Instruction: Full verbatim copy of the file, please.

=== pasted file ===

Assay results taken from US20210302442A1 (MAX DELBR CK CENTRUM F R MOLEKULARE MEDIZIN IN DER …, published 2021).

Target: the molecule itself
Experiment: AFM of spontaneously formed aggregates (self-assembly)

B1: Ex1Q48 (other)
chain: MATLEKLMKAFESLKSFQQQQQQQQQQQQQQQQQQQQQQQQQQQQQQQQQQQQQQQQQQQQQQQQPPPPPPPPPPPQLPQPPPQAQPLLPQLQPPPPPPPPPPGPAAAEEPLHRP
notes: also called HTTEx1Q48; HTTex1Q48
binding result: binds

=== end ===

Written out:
Assay results taken from US20210302442A1 (MAX DELBR CK CENTRUM F R MOLEKULARE MEDIZIN IN DER …, published 2021).

Target: the molecule itself
Experiment: AFM of spontaneously formed aggregates (self-assembly)

B1: Ex1Q48 (other)
chain: MATLEKLMKAFESLKSFQQQQQQQQQQQQQQQQQQQQQQQQQQQQQQQQQQQQQQQQQQQQQQQQPPPPPPPPPPPQLPQPPPQAQPLLPQLQPPPPPPPPPPGPAAAEEPLHRP
notes: also called HTTEx1Q48; HTTex1Q48
binding result: binds